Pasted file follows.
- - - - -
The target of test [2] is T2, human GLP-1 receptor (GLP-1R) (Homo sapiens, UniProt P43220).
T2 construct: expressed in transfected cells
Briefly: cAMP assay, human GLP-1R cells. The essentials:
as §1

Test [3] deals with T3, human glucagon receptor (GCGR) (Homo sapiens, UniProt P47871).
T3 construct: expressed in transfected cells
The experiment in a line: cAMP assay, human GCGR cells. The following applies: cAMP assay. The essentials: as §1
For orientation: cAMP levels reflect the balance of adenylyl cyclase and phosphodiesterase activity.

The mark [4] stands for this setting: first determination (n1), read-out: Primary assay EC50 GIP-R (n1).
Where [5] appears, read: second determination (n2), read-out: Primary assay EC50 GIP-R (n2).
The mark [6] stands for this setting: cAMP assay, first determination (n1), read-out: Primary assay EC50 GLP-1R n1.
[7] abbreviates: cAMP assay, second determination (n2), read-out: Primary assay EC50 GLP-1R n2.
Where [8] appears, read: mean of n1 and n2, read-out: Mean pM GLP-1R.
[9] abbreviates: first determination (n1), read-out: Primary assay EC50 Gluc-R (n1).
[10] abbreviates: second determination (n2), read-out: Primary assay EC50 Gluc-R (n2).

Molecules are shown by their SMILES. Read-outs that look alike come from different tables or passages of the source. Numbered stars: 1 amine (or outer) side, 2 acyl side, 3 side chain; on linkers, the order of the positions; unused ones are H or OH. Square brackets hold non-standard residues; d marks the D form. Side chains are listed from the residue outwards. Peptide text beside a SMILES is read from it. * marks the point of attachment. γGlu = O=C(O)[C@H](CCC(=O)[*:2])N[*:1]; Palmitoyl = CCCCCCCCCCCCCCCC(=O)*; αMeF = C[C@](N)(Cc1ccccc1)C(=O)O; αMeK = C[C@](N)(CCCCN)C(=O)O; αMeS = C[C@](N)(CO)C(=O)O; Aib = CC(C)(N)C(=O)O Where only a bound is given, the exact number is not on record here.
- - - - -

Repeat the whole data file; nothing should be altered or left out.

The target of test [2] is T2, human GLP-1 receptor (GLP-1R) (Homo sapiens, UniProt P43220).
T2 construct: expressed in transfected cells
Briefly: cAMP assay, human GLP-1R cells. The essentials:
as §1

Test [3] deals with T3, human glucagon receptor (GCGR) (Homo sapiens, UniProt P47871).
T3 construct: expressed in transfected cells
The experiment in a line: cAMP assay, human GCGR cells. The following applies: cAMP assay. The essentials: as §1
For orientation: cAMP levels reflect the balance of adenylyl cyclase and phosphodiesterase activity.

The mark [4] stands for this setting: first determination (n1), read-out: Primary assay EC50 GIP-R (n1).
Where [5] appears, read: second determination (n2), read-out: Primary assay EC50 GIP-R (n2).
The mark [6] stands for this setting: cAMP assay, first determination (n1), read-out: Primary assay EC50 GLP-1R n1.
[7] abbreviates: cAMP assay, second determination (n2), read-out: Primary assay EC50 GLP-1R n2.
Where [8] appears, read: mean of n1 and n2, read-out: Mean pM GLP-1R.
[9] abbreviates: first determination (n1), read-out: Primary assay EC50 Gluc-R (n1).
[10] abbreviates: second determination (n2), read-out: Primary assay EC50 Gluc-R (n2).

Molecules are shown by their SMILES. Read-outs that look alike come from different tables or passages of the source. Numbered stars: 1 amine (or outer) side, 2 acyl side, 3 side chain; on linkers, the order of the positions; unused ones are H or OH. Square brackets hold non-standard residues; d marks the D form. Side chains are listed from the residue outwards. Peptide text beside a SMILES is read from it. * marks the point of attachment. γGlu = O=C(O)[C@H](CCC(=O)[*:2])N[*:1]; Palmitoyl = CCCCCCCCCCCCCCCC(=O)*; αMeF = C[C@](N)(Cc1ccccc1)C(=O)O; αMeK = C[C@](N)(CCCCN)C(=O)O; αMeS = C[C@](N)(CO)C(=O)O; Aib = CC(C)(N)C(=O)O Where only a bound is given, the exact number is not on record here.